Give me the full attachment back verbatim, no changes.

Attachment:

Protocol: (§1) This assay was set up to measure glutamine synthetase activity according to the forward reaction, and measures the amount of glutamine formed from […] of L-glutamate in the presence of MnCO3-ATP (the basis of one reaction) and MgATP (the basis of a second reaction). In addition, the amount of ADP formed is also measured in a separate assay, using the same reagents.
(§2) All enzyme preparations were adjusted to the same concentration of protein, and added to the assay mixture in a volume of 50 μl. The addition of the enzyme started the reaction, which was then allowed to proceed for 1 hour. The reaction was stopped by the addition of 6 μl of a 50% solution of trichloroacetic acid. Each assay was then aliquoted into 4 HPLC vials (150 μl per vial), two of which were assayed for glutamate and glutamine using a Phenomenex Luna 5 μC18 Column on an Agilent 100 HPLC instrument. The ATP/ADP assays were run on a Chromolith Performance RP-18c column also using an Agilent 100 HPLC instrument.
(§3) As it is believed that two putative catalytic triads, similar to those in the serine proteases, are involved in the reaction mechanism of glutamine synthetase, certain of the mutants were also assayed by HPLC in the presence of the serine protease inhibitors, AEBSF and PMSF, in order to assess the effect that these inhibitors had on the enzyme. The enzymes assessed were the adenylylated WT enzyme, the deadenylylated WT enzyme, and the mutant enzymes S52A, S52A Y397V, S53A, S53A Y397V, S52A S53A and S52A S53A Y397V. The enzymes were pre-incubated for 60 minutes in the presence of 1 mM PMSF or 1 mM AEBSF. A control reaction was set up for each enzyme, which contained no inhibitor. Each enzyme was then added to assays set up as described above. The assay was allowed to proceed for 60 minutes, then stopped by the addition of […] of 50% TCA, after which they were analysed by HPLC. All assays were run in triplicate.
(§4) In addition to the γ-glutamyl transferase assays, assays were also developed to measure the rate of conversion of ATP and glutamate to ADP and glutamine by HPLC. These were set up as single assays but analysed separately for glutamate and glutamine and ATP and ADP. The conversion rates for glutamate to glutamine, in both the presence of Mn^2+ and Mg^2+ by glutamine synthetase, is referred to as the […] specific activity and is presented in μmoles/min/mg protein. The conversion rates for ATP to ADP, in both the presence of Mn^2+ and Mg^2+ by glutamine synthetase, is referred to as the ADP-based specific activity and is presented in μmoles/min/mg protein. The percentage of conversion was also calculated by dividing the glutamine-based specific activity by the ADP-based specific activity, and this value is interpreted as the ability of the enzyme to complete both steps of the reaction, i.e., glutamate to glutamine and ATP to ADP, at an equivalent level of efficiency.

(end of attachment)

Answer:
Protocol: (§1) This assay was set up to measure glutamine synthetase activity according to the forward reaction, and measures the amount of glutamine formed from […] of L-glutamate in the presence of MnCO3-ATP (the basis of one reaction) and MgATP (the basis of a second reaction). In addition, the amount of ADP formed is also measured in a separate assay, using the same reagents.
(§2) All enzyme preparations were adjusted to the same concentration of protein, and added to the assay mixture in a volume of 50 μl. The addition of the enzyme started the reaction, which was then allowed to proceed for 1 hour. The reaction was stopped by the addition of 6 μl of a 50% solution of trichloroacetic acid. Each assay was then aliquoted into 4 HPLC vials (150 μl per vial), two of which were assayed for glutamate and glutamine using a Phenomenex Luna 5 μC18 Column on an Agilent 100 HPLC instrument. The ATP/ADP assays were run on a Chromolith Performance RP-18c column also using an Agilent 100 HPLC instrument.
(§3) As it is believed that two putative catalytic triads, similar to those in the serine proteases, are involved in the reaction mechanism of glutamine synthetase, certain of the mutants were also assayed by HPLC in the presence of the serine protease inhibitors, AEBSF and PMSF, in order to assess the effect that these inhibitors had on the enzyme. The enzymes assessed were the adenylylated WT enzyme, the deadenylylated WT enzyme, and the mutant enzymes S52A, S52A Y397V, S53A, S53A Y397V, S52A S53A and S52A S53A Y397V. The enzymes were pre-incubated for 60 minutes in the presence of 1 mM PMSF or 1 mM AEBSF. A control reaction was set up for each enzyme, which contained no inhibitor. Each enzyme was then added to assays set up as described above. The assay was allowed to proceed for 60 minutes, then stopped by the addition of […] of 50% TCA, after which they were analysed by HPLC. All assays were run in triplicate.
(§4) In addition to the γ-glutamyl transferase assays, assays were also developed to measure the rate of conversion of ATP and glutamate to ADP and glutamine by HPLC. These were set up as single assays but analysed separately for glutamate and glutamine and ATP and ADP. The conversion rates for glutamate to glutamine, in both the presence of Mn^2+ and Mg^2+ by glutamine synthetase, is referred to as the […] specific activity and is presented in μmoles/min/mg protein. The conversion rates for ATP to ADP, in both the presence of Mn^2+ and Mg^2+ by glutamine synthetase, is referred to as the ADP-based specific activity and is presented in μmoles/min/mg protein. The percentage of conversion was also calculated by dividing the glutamine-based specific activity by the ADP-based specific activity, and this value is interpreted as the ability of the enzyme to complete both steps of the reaction, i.e., glutamate to glutamine and ATP to ADP, at an equivalent level of efficiency.